If you’ve been feeling skittish about buying stocks lately, you’re hardly alone. A poll of investors commissioned by the Associated Press and CNBC finds…
- 61% are less confident about buying and selling individual stocks, owing to recent market volatility
- 55% believe the market is fair only to some investors.
Over the last two-and-a-half years, investors have pulled a net $244 billion out of stock mutual funds, adds the Investment Company Institute. Meanwhile, they’ve poured $589 billion into bond funds during the same period.
My how times change. Ten years ago – just as we were recommending gold as an alternative – the mantras among middle-class investors were “invest for the long run” and “stocks always go up.” The following chart, helpfully assembled by economist David Rosenberg, shows how daft that idea was, indeed:
Yep, you could have parked your money in 90-day Treasuries and rolled them over continuously…and you’d have made nearly as much money as you’d have lost buying an S&P 500 index fund.
One single investment decision in 1999 – to put your money in gold – would have paid 10 times that return. Of course, gold was the province of cranks and kooks back then…so very few people made that choice.
Even corporate insiders are headed for stock floor exits these days. Last week, as the S&P posted a nice 2% gain, corporate officers and directors bought $1.4 million in shares of their companies. A tidy little sum…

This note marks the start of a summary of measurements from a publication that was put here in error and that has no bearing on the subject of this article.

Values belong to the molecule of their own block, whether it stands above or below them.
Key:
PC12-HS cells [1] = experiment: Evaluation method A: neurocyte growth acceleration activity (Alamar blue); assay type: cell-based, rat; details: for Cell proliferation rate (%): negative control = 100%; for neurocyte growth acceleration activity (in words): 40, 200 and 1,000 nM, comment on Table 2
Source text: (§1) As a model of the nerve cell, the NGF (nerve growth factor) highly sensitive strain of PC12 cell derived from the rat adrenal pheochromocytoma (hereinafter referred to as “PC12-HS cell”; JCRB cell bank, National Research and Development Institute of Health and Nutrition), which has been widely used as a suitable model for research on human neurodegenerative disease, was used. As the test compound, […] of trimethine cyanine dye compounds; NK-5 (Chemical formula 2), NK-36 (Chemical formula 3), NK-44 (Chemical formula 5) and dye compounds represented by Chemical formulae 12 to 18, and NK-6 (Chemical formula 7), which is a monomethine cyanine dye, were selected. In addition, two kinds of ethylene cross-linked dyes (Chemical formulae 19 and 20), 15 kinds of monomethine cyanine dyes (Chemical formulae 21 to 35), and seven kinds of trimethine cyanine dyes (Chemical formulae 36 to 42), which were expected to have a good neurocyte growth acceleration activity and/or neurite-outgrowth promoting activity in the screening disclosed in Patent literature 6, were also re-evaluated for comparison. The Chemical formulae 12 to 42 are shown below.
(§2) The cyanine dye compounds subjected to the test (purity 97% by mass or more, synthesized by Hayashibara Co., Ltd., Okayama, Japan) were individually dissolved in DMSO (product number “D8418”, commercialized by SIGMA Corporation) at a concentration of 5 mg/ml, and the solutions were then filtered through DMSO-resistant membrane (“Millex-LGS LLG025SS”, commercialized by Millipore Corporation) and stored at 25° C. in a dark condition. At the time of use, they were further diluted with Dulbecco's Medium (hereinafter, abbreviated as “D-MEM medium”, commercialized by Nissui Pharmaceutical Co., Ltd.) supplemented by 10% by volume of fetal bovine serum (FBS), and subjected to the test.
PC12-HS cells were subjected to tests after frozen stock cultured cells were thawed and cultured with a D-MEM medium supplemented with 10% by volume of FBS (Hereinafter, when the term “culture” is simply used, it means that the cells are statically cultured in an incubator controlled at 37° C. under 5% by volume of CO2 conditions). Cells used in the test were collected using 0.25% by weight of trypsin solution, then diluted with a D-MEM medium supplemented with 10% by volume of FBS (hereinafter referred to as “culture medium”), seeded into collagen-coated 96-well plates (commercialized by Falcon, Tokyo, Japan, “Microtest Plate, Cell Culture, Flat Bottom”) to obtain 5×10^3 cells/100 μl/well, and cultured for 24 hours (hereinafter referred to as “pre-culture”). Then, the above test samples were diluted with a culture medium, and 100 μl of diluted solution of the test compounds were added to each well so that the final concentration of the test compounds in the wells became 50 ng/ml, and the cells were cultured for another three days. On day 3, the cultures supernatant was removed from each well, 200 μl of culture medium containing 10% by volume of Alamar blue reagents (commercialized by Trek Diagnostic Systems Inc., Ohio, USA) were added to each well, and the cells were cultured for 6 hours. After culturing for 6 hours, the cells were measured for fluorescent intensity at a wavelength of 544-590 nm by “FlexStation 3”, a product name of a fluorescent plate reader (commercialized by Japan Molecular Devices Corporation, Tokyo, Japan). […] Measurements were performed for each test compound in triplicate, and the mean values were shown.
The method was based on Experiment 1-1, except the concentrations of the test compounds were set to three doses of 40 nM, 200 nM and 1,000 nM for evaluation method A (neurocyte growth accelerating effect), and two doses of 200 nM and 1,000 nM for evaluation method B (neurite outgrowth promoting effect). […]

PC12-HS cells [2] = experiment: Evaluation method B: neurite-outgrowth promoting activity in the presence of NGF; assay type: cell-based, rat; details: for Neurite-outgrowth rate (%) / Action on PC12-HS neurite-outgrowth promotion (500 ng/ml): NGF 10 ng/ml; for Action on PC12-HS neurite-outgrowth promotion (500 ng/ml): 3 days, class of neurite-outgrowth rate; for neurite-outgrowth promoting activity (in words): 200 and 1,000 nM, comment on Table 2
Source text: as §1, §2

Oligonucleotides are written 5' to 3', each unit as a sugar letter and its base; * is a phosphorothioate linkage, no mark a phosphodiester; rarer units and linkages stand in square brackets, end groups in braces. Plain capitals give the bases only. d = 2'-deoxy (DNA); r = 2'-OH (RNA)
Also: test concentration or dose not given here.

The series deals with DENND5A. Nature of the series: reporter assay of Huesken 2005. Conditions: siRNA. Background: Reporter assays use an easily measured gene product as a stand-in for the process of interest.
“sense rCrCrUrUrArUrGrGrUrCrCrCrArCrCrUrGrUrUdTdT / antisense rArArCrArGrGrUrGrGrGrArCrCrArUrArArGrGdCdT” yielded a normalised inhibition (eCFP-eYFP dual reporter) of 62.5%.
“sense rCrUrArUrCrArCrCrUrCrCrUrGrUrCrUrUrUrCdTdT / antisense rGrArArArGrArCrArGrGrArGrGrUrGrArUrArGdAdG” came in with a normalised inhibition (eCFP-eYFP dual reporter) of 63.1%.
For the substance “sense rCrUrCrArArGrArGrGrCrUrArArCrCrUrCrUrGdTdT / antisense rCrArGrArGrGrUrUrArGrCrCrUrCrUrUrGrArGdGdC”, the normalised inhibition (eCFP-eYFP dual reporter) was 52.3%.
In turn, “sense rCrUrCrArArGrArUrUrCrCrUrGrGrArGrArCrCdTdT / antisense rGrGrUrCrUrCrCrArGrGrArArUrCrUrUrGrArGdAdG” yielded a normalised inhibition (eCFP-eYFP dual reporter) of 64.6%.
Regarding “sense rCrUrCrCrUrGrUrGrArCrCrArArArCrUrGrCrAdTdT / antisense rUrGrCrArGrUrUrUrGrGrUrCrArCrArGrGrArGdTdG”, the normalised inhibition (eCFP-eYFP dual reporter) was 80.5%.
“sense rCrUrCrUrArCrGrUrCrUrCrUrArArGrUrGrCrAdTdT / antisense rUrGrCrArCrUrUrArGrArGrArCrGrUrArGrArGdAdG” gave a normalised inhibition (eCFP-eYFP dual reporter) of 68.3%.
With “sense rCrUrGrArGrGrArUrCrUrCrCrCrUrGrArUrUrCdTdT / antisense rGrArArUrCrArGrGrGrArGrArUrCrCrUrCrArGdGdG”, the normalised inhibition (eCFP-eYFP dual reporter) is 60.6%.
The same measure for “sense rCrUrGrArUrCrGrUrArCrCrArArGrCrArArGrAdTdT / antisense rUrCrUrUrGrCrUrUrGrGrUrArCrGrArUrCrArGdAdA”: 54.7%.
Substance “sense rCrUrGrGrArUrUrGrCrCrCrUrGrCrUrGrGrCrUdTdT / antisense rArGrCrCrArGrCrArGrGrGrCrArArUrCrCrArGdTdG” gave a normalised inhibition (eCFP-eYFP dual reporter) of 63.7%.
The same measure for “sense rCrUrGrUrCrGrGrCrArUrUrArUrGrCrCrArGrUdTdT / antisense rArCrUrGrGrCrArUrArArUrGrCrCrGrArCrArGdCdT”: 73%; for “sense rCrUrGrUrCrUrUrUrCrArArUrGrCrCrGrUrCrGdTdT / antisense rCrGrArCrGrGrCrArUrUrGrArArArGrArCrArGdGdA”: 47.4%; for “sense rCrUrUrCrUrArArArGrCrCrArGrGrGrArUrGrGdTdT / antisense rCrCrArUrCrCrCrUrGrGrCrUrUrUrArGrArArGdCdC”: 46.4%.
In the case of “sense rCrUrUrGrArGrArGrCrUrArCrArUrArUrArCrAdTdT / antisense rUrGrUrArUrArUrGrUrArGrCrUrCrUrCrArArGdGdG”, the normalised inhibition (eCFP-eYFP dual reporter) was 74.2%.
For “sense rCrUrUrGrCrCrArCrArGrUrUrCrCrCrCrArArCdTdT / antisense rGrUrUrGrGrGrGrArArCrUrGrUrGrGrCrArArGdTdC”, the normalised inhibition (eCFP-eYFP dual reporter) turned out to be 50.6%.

But they sold $411 million – a ratio of $291 of stock sold for every $1 purchased. But hey, it’s an improvement over the week before, when the ratio was 652-1.
With data like this, we’re struck by how equally irrational a bust can be…
“Odds are if your neighbor knows anything at all about the stock he just bought beyond its ticker symbol,” says Mayer’s Special Situations’ Chris Mayer, “it is probably the price-to-earnings (P/E) ratio.
“The P/E ratio is the most well-known (but not best) measure of how cheap or dear a stock may be. The market overall, too, has a P/E that rises or falls dramatically. It has fallen 35% in the last 12 months. Earnings surged in the second quarter, but the stock market was lower.
“I say get used to it.”
Chris recently reread Humble on Wall Street, the 1975 memoir of investor Martin Sosnoff. Like many in those era, Sosnoff got burned by the bear market that set in after the Dow hit 1,000 in 1966.
“It is worth saying,” Sosnoff wrote, “how difficult it was for any professional investor in 1965 to conceive of the Dow Jones industrial average heading toward 7 times [earnings] when it was then at 17 times.
A handful of people did, like A.T. Mahan, who toiled in a now-defunct brokerage called Delafield and Delafield. He saw prices advancing more slowly than profits – and the inevitable compression of P/Es that would follow. “We are currently in an early phase of an ebb tide,” he wrote in late 1965.
“We are in a Mahan-like market,” Chris concludes. “We are on the ebb tide. Stocks will rise more slowly than earnings as P/Es compress.”
“But don’t let that discourage you,” Chris urges, always the optimist in the bunch. “‘For the enterprising investor, this should be a challenge, rather than a cause of discouragement,’ Mahan wrote. ‘In good times, almost anyone can make a profit. But the years ahead should separate the men from the boys by placing a high premium on stock selection.’”
In other words, “It’s a good time for stock pickers,” says Chris. A basket of carefully chosen stocks is about your only choice right now if you don’t want to flee to strictly gold and/or cash.